Pesticides used to protect plant/crops from pests and diseases or control unwanted plants (weeds) are known as plant protection products. These must be authorised by the Chemicals Regulation Directorate before they can be sold and supplied for use in the UK. European Union legislation (Regulation (EC) No 1107/2009) aims to harmonise the registration of plant protection products across member States, and ensure that they are safe to use.
The EU system is based upon a two-tier registration system. Active substances are assessed at EU level for approval and placed on the Approved List of active substances. Products containing approved active substances must then be assessed and registered by Member States. These assessments need only consider areas relevant to the products that were not covered in the assessment for approval of the active substance.
All plant protection products must be authorised before they can be sold and used in the UK. Permission is also needed for most experimental uses.
In most cases this will take the form of an authorisation for a professional product for commercial users, or for amateur home and allotment gardeners. Details of authorisations are included in our product databases. Occasionally extensions of authorisation for minor uses (EAMUs) are given which authorise the use of professional products on additional crops. Crops listed in extensions of authorisation can be added to the label by the manufacturer. However, they are often requested by grower organisations and are not added to the label. If the extended uses are not on the label, users must obtain and understand the details of the extension of authorisation (available from the EAMU database on this website) before any application of pesticide is made. The user must also understand that they bear the risk in respect of failures concerning the the efficacy and phytotoxicity of the product, since these aspects are not assessed before the granting of an EAMU.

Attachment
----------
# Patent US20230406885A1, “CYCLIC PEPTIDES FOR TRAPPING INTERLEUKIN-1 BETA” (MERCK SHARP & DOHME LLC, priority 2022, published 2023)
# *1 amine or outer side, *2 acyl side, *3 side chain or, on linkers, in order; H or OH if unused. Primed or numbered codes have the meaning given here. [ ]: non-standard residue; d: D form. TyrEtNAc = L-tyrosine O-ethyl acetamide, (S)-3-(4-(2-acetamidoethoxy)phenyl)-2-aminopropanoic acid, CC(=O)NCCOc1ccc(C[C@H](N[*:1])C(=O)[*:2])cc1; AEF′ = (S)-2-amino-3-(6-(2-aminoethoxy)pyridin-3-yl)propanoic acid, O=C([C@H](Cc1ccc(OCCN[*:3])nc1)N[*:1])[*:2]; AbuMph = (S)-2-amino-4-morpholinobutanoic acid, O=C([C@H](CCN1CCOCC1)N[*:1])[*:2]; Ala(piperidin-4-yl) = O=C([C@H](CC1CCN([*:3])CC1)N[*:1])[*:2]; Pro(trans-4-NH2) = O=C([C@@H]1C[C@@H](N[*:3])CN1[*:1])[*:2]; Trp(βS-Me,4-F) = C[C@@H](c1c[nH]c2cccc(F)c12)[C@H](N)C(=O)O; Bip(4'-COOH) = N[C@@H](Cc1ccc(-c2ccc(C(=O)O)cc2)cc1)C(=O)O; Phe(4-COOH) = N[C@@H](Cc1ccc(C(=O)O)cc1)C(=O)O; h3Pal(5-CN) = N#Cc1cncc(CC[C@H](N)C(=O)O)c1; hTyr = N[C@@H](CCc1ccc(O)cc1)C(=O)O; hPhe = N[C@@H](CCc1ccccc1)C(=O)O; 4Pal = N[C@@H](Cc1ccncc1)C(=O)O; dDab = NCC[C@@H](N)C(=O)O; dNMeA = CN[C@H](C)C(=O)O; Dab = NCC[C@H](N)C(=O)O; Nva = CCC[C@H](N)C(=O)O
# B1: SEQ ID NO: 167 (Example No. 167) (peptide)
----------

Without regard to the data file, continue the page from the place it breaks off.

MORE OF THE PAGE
[ EAMUs were previously known as Specific Off-Label Approvals (SOLAs).]
A few chemicals widely used for other purposes also have minor uses for plant protection purposes. These are approved as commodity substances and are still regulated under previous UK legislation (the Control of Pesticides Regulations).
Parallel Trade Products
You may not market or use a product introduced from another Member State unless it has been granted a Parallel Trade Permit confirming that it is identical to one already authorised in the UK.
The maximum residue levels (MRLs) for pesticides permitted in crops are laid down in legislation. MRLs are not safety levels, they are based on the maximum residue that is expected to be present if a pesticide has been used according to its authorisation, which could be far less than a safety limit. Exceedance of an MRL does not necessarily mean that a safety limit has been exceeded.
More on Maximum Residue Levels...
Codes of practice for pesticide use and enforcement
Statutory codes of practice give advice to users, suppliers and others on their legal responsibilities and how to meet them. Various bodies are responsible for ensuring compliance with the legislation.